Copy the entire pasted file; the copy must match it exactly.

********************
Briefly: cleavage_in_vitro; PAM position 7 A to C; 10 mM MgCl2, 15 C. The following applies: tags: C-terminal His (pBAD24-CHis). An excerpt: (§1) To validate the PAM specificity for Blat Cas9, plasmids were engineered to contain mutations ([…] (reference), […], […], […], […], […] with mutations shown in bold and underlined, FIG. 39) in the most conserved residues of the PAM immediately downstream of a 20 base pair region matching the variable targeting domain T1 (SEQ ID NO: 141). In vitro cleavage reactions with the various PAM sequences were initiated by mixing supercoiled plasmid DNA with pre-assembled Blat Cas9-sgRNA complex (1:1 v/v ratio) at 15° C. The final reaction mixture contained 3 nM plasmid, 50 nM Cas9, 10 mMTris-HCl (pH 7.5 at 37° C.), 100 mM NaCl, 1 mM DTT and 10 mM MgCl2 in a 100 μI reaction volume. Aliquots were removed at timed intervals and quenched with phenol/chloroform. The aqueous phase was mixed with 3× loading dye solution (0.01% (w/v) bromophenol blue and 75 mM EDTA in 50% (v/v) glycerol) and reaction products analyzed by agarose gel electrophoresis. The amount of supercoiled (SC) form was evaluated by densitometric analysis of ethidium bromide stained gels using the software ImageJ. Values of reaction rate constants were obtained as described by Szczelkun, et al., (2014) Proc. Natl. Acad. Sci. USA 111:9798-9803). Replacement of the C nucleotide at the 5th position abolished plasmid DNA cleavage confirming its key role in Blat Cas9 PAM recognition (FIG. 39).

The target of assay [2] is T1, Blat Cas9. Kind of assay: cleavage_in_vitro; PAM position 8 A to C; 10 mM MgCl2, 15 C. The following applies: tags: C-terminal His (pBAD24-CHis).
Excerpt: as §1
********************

Briefly: cleavage_in_vitro; PAM position 7 A to C; 10 mM MgCl2, 15 C. The following applies: tags: C-terminal His (pBAD24-CHis). An excerpt: (§1) To validate the PAM specificity for Blat Cas9, plasmids were engineered to contain mutations ([…] (reference), […], […], […], […], […] with mutations shown in bold and underlined, FIG. 39) in the most conserved residues of the PAM immediately downstream of a 20 base pair region matching the variable targeting domain T1 (SEQ ID NO: 141). In vitro cleavage reactions with the various PAM sequences were initiated by mixing supercoiled plasmid DNA with pre-assembled Blat Cas9-sgRNA complex (1:1 v/v ratio) at 15° C. The final reaction mixture contained 3 nM plasmid, 50 nM Cas9, 10 mMTris-HCl (pH 7.5 at 37° C.), 100 mM NaCl, 1 mM DTT and 10 mM MgCl2 in a 100 μI reaction volume. Aliquots were removed at timed intervals and quenched with phenol/chloroform. The aqueous phase was mixed with 3× loading dye solution (0.01% (w/v) bromophenol blue and 75 mM EDTA in 50% (v/v) glycerol) and reaction products analyzed by agarose gel electrophoresis. The amount of supercoiled (SC) form was evaluated by densitometric analysis of ethidium bromide stained gels using the software ImageJ. Values of reaction rate constants were obtained as described by Szczelkun, et al., (2014) Proc. Natl. Acad. Sci. USA 111:9798-9803). Replacement of the C nucleotide at the 5th position abolished plasmid DNA cleavage confirming its key role in Blat Cas9 PAM recognition (FIG. 39).

The target of assay [2] is T1, Blat Cas9. Kind of assay: cleavage_in_vitro; PAM position 8 A to C; 10 mM MgCl2, 15 C. The following applies: tags: C-terminal His (pBAD24-CHis).
Excerpt: as §1